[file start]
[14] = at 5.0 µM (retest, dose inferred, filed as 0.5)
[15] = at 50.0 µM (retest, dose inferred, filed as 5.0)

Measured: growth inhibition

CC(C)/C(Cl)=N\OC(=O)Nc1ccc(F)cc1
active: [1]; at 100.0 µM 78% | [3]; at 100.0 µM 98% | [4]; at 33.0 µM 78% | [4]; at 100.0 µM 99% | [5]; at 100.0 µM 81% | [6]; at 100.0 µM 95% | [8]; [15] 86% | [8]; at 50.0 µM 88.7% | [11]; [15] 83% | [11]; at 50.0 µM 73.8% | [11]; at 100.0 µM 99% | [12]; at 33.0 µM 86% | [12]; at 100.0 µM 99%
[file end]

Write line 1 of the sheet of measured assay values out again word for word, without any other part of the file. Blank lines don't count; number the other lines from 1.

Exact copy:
[14] = at 5.0 µM (retest, dose inferred, filed as 0.5)